MacKenzie Scott Just Gave Out $2.7 Billion in Grants, Including Millions to Some of America’s Most Progressive Arts Organizations

Souls Grown Deep, the Studio Museum in Harlem, and United States Artists were among the recipients of the major donation.

MacKenzie Bezos attends the SEAN PENN J/P HRO GALA: A Gala Dinner to Benefit J/P Haitian Relief Organization and a Coalition of Disaster Relief Organizations at Milk Studios on January 6, 2018 in Los Angeles, California. Photo: Greg Doherty/Patrick McMullan via Getty Images.

MacKenzie Scott, a novelist who also happens to be the former wife of Amazon founder Jeff Bezos, announced today that she has donated a staggering $2.7 billion to 286 organizations across the country—including many affiliated with the arts, such as the Studio Museum in Harlem, the New England Foundation for the Arts, and United States Artists. 

This marks the third time in 12 months that Scott, whose fortune Forbes recently estimated at $60 billion, has issued a wave of donations worth a combined ten figures. It’s also the first time she has funded arts organizations at scale. (The latest round of recipients also includes racial justice groups, universities, and other organizations.) 

Absent from the list of arts recipients are big names that wealthy donors often favor, such as the Museum of Modern Art or Lincoln Center. Instead, Scott opted to fund smaller, largely BIPOC-led groups including Project Row Houses in Houston, Texas; the Laundromat Project and Recess in Brooklyn, New York; the East Bay Fund For Artists in Oakland, California; El Museo de Arte Puerto Rico in San Juan; and the National Museum of Mexican Art in Chicago, Illinois. 

In another departure from traditional high-dollar cultural philanthropy, Scott provides the funds up front and without restrictions, to be used however the organizations see fit.

The Laundromat Project 2017 Create Change Fellow Nikomeh Anderson facilitates activities during the 2017 Kelly Street Annual Block Party. Photo: Osjua Newton; courtesy of The Laundromat Project.

“Arts and cultural institutions can strengthen communities by transforming spaces, fostering empathy, reflecting community identity, advancing economic mobility, improving academic outcomes, lowering crime rates, and improving mental health,” Scott wrote in blog post announcing the news, “so we evaluated smaller arts organizations creating these benefits with artists and audiences from culturally rich regions and identity groups that donors often overlook.”

Also included is New York’s Museum of Chinese in America, which suffered a devastating fire in early 2020; and the Art for Justice Fund, which funnels the proceeds of art sales into efforts to end mass incarceration.

To select the organizations, Scott and her current husband, chemistry teacher Dan Jewett, spent the first quarter of this year working with a team of researchers to identify “equity-oriented non-profit teams working in areas that have been neglected.”

Scott’s post named the chosen organizations but didn’t specify how much each was given, saying only that the gifts were “relatively large.” Souls Grown Deep, which works to support self-taught artists from the American South, reported a grant of $2 million; the Mosaic Network & Fund, which funds arts nonprofits led by people of color in New York, earned $5 million; and United States Artists, which offers direct and unrestricted funds to artists and cultural practitioners, received $7 million.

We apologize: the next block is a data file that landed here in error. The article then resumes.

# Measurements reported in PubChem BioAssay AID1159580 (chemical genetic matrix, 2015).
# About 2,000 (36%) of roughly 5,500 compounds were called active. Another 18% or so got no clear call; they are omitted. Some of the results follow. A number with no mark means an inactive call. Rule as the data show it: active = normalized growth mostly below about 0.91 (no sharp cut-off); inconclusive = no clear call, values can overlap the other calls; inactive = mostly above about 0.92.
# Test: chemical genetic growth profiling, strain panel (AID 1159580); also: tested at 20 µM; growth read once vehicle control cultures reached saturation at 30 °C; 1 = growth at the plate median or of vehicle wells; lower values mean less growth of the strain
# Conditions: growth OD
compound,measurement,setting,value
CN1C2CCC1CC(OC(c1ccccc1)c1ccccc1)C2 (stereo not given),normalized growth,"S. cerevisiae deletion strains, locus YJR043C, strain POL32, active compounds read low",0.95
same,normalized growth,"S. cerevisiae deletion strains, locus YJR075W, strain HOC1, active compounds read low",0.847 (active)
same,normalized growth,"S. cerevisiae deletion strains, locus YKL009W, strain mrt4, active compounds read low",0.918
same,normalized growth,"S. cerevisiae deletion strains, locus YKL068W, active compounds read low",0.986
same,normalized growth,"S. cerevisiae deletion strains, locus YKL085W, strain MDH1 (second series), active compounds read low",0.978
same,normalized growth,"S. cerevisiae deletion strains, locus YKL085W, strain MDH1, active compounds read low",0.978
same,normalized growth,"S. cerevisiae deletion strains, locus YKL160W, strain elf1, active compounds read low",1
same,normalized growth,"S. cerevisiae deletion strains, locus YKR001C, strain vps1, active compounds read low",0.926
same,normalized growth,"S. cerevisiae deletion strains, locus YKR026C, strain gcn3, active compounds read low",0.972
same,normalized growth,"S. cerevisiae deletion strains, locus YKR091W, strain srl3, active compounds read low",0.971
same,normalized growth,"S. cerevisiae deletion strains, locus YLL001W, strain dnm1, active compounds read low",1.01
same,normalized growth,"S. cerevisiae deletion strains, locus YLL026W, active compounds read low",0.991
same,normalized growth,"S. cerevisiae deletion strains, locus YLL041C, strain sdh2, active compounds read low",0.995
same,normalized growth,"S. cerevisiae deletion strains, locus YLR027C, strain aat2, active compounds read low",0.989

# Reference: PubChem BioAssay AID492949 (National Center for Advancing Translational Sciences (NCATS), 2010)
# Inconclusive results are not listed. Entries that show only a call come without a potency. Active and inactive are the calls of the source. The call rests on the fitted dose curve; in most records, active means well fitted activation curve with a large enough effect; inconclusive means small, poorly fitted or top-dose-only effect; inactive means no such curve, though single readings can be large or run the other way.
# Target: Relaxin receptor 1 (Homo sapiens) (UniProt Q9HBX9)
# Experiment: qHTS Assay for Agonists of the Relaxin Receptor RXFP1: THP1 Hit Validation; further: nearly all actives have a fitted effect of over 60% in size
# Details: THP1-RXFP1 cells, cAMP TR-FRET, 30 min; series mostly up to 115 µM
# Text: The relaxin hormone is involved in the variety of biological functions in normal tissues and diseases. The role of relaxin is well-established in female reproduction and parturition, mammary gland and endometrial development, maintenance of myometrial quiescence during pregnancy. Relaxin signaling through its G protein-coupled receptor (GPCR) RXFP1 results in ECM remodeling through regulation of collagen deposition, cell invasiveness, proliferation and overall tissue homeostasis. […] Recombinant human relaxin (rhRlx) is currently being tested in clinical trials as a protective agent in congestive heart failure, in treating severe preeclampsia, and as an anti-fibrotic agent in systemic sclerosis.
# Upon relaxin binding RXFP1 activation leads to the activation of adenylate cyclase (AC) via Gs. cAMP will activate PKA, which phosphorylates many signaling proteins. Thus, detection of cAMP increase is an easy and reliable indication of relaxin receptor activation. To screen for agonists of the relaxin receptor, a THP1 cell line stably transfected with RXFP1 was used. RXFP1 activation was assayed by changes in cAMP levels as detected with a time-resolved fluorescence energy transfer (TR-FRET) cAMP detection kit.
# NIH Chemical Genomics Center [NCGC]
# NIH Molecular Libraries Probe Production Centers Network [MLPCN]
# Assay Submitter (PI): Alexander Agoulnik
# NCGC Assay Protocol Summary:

Several recipients did not immediately respond to a query about the process of receiving the grants or how they were informed they had won. The New York Times reported that there is no formal application process; representatives typically approach organizations to let them know they are under consideration for a major grant, but forbid them to speak about the money until Scott’s announcement is public.

The lack of fanfare associated with the June 15 announcement, which came in the form of a simple Medium post rather than a costly PR blitz, was part of the point, according to Scott.

“Putting large donors at the center of stories on social progress is a distortion of their role,” she wrote, noting that she and Jewett are “attempting to give away a fortune that was enabled by systems in need of change.” 

Deborah Cullinan, CEO of San Francisco’s Yerba Buena Center for the Arts—another donation recipient—said Scott’s donation is “not only an investment in the arts. It is a game-changing new approach that upends traditional philanthropy and puts resources into the hands of people who are doing the urgent work of now.”

Scott’s previous two major donations came in July and December of 2020, when she gave a combined $6 billion to 500 organizations (few of which focused on the arts). The bequests followed the 51-year-old philanthropist’s 2019 pledge to donate the majority of her personal fortune by or shortly after her death. “I will keep at it until the safe is empty,” she said at the time.

Despite these monumental gifts, however, Scott stands even further away from that goal today than she was in 2019, thanks to Amazon’s spring stock prices.

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